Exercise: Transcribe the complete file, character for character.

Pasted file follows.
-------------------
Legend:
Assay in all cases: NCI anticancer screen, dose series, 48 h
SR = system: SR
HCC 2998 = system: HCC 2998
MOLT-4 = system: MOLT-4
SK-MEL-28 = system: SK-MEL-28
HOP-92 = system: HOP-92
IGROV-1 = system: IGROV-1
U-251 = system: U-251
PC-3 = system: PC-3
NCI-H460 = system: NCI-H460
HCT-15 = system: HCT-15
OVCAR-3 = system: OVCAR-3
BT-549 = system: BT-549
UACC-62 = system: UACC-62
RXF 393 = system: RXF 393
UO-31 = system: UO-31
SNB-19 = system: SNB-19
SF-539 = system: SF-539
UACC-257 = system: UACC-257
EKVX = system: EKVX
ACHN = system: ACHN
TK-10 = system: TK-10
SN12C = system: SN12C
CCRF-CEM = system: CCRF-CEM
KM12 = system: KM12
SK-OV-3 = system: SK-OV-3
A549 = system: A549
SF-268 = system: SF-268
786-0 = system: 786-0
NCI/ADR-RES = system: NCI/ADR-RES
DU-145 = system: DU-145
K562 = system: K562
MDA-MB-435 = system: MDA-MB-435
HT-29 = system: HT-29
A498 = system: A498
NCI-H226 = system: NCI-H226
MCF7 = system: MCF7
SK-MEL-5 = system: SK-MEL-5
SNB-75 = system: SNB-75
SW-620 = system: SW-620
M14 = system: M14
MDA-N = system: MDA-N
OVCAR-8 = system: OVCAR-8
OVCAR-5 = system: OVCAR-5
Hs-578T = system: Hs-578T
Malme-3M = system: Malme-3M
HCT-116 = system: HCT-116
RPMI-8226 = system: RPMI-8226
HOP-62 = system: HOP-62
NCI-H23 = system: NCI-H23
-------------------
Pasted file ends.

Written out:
Legend:
Assay in all cases: NCI anticancer screen, dose series, 48 h
SR = system: SR
HCC 2998 = system: HCC 2998
MOLT-4 = system: MOLT-4
SK-MEL-28 = system: SK-MEL-28
HOP-92 = system: HOP-92
IGROV-1 = system: IGROV-1
U-251 = system: U-251
PC-3 = system: PC-3
NCI-H460 = system: NCI-H460
HCT-15 = system: HCT-15
OVCAR-3 = system: OVCAR-3
BT-549 = system: BT-549
UACC-62 = system: UACC-62
RXF 393 = system: RXF 393
UO-31 = system: UO-31
SNB-19 = system: SNB-19
SF-539 = system: SF-539
UACC-257 = system: UACC-257
EKVX = system: EKVX
ACHN = system: ACHN
TK-10 = system: TK-10
SN12C = system: SN12C
CCRF-CEM = system: CCRF-CEM
KM12 = system: KM12
SK-OV-3 = system: SK-OV-3
A549 = system: A549
SF-268 = system: SF-268
786-0 = system: 786-0
NCI/ADR-RES = system: NCI/ADR-RES
DU-145 = system: DU-145
K562 = system: K562
MDA-MB-435 = system: MDA-MB-435
HT-29 = system: HT-29
A498 = system: A498
NCI-H226 = system: NCI-H226
MCF7 = system: MCF7
SK-MEL-5 = system: SK-MEL-5
SNB-75 = system: SNB-75
SW-620 = system: SW-620
M14 = system: M14
MDA-N = system: MDA-N
OVCAR-8 = system: OVCAR-8
OVCAR-5 = system: OVCAR-5
Hs-578T = system: Hs-578T
Malme-3M = system: Malme-3M
HCT-116 = system: HCT-116
RPMI-8226 = system: RPMI-8226
HOP-62 = system: HOP-62
NCI-H23 = system: NCI-H23